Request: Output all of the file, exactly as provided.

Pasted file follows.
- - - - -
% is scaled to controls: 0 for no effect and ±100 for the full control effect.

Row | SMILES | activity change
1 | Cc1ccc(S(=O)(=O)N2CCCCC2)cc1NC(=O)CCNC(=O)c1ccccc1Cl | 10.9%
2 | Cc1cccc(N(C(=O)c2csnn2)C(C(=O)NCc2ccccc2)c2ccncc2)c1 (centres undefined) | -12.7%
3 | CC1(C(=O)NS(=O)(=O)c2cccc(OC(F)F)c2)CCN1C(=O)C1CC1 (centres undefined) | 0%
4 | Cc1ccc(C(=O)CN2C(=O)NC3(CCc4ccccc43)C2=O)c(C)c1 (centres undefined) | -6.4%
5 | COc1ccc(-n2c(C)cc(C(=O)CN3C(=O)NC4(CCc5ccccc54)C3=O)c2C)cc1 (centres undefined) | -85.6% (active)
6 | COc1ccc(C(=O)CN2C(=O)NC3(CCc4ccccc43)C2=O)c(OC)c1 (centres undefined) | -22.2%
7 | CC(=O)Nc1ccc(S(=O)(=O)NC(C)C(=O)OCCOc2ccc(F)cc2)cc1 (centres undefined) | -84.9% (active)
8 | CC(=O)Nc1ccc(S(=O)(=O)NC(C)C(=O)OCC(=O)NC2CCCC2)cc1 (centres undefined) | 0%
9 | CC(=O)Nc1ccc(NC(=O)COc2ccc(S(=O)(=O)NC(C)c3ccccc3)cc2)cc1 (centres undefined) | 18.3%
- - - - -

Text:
% is scaled to controls: 0 for no effect and ±100 for the full control effect.

Row | SMILES | activity change
1 | Cc1ccc(S(=O)(=O)N2CCCCC2)cc1NC(=O)CCNC(=O)c1ccccc1Cl | 10.9%
2 | Cc1cccc(N(C(=O)c2csnn2)C(C(=O)NCc2ccccc2)c2ccncc2)c1 (centres undefined) | -12.7%
3 | CC1(C(=O)NS(=O)(=O)c2cccc(OC(F)F)c2)CCN1C(=O)C1CC1 (centres undefined) | 0%
4 | Cc1ccc(C(=O)CN2C(=O)NC3(CCc4ccccc43)C2=O)c(C)c1 (centres undefined) | -6.4%
5 | COc1ccc(-n2c(C)cc(C(=O)CN3C(=O)NC4(CCc5ccccc54)C3=O)c2C)cc1 (centres undefined) | -85.6% (active)
6 | COc1ccc(C(=O)CN2C(=O)NC3(CCc4ccccc43)C2=O)c(OC)c1 (centres undefined) | -22.2%
7 | CC(=O)Nc1ccc(S(=O)(=O)NC(C)C(=O)OCCOc2ccc(F)cc2)cc1 (centres undefined) | -84.9% (active)
8 | CC(=O)Nc1ccc(S(=O)(=O)NC(C)C(=O)OCC(=O)NC2CCCC2)cc1 (centres undefined) | 0%
9 | CC(=O)Nc1ccc(NC(=O)COc2ccc(S(=O)(=O)NC(C)c3ccccc3)cc2)cc1 (centres undefined) | 18.3%